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Geto Boys Week – Day 1: Pioneering Rap (and Car Culture) in Houston

TO CELEBRATE THE RECENT RELEASE OF OUR 33 1/3 ON  THE GETO BOYS, WE’RE PLEASED TO BRING YOU THE FIRST INSTALLMENT OF GETO BOYS WEEK BY AUTHOR ROLF POTTS!

Though the Geto Boys’ self-titled 1990 album featured songs that put a raw southern spin on West Coast gangsta rap, Houston’s hip-hop scene was originally influenced by East Coast groups like Run-DMC. In 1987, a Ghetto Boys song called “Car Freak” became one of the first locally produced rap singles to find an audience in Houston.

[youtube https://www.youtube.com/watch?v=6NWOaZ-5vXk]

 

Simplistic and catchy, with a bouncing electro-funk beat, the song bears little resemblance to the hardcore sound that would eventually define the Geto Boys’ music (in part because the group would feature a completely different lineup of MCs by late 1988). Interestingly, however, the song’s car-cruising motif presaged the “slab culture” that became intrinsic to Houston’s next generation of hip-hop in the late 1990s and early 2000s.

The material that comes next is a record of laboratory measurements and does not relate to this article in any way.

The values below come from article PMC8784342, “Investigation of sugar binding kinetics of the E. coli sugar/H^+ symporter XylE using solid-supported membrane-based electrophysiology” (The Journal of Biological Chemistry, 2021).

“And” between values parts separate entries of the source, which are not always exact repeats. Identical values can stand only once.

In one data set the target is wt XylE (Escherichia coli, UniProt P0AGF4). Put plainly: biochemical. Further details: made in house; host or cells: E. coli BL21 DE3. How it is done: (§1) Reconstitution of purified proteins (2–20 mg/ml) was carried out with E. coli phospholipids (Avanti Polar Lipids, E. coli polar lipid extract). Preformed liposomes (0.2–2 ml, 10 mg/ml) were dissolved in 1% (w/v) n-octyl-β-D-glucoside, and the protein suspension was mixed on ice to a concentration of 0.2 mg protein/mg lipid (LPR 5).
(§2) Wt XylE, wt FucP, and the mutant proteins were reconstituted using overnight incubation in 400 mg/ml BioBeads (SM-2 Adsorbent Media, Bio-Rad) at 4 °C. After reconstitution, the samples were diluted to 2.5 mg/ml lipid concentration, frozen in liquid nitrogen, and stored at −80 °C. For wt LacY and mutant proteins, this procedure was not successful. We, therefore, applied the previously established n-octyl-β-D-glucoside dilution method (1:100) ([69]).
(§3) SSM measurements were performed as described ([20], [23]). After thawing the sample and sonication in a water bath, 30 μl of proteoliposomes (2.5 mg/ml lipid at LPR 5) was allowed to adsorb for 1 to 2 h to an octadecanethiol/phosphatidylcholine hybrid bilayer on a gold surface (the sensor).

The 1985 song “McGregor Park,” a rare Houston rap single that predates the formation of the Ghetto Boys, also celebrates Houston’s car-cruising scene.

[youtube https://www.youtube.com/watch?v=YuUMtl4bjfs]

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